Sue Muskat

Curatorial Projects
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HANCOCK SHAKER VILLAGE celebrates the 250th anniversary of the Shakers’ arrival in America!`

Apr 13
Aug 31, 2024
Hancock Shaker Villiage
Pittsfield, MA

To honor the 250th anniversary of the Shakers’ arrival in America, Hancock Shaker Village celebrates the many contributions of Shaker leader Ann Lee and her followersExhibits throughout the Village honor not only Mother Ann and the Shaker Sisters who lived at Hancock but also the many women who have brought the Shaker story to life since Hancock’s inception as a museum in 1961.

Historical narratives are presented through images, writings, recordings, drawings, samplers, correspondences, music, and objects used and made in their day-to-day lives. Contemporary reflections on the contributions of these women are featured in work by women artists who are influenced and inspired by Shaker women.

Chace Gallery Instruments of Inspiration April 13-August 31

During the 1840s and 1850s—an era known as “The Era of Manifestations”--  Believers experienced visions from Mother Ann. Described as “Mother’s Work,” these visions were often depicted in visual forms known as gift drawings. This exhibit will showcase a selection of gift drawings in the Hancock Shaker collection alongside drawings of contemporary artists Alyssa Sakina Mumtaz, Sue Muskat Knoll, and Julia Whitney Barnes.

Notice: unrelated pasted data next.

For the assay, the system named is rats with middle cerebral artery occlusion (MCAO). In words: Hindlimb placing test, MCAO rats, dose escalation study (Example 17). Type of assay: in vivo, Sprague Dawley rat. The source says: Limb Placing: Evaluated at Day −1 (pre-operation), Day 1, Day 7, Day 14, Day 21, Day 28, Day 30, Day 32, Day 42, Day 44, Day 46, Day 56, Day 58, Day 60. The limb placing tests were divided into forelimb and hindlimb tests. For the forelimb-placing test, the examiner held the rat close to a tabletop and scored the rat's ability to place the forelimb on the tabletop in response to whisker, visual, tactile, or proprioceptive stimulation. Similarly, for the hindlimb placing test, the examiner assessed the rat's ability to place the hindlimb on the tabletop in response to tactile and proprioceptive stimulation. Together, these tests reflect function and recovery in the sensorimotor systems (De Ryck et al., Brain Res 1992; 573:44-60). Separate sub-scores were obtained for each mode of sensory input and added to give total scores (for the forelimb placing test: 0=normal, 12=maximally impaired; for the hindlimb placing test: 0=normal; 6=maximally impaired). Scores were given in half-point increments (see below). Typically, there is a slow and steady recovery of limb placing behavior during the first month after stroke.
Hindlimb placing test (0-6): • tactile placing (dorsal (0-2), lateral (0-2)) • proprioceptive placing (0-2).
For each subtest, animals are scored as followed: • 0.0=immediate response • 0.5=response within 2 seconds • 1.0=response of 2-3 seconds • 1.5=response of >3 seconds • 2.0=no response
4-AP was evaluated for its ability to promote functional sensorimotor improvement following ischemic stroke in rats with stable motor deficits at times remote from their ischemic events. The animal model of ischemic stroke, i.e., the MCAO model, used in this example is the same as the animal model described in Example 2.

Organized by
Kathleen Lynch, Ed.D
Curator and Director of Collections

Artist Statement

Sue Muskat Knoll

After studying the Shakers’ Gift Drawings, I made a new drawing in the same way Shaker women put ink and paint to paper, intuitively and intentionally. The recurring images of doves are up high representing the bounties in heaven. The tables containing holy feasts remain close to the ground as worldly delights. The trees of life, the clock marking time on earth, and the Bible hover centrally. 

Many of the illustrations in my Gift Drawing are inspired by the extraordinary work of Sarah Ann Standish. In her drawings, symbols held power: the star infused circles represented unification and reconciliation, and the nearly ripe fruit tree signified the interdependence between earth and heaven. 

This painting is a celebration of the Shakers indelible legacy, one infused with deep admiration. The title, “Every Gain Divine”, while steeped in patriotism (a line from America the Beautiful), speaks to the Shaker's indomitable choir of heavenly spirit and profound belief in our earthly paradise.

Many thanks to a great friend of the Shakers, Marsha Norman, who kindly lent "Every Gain Divine" for this celebratory exhibition. 

Press Release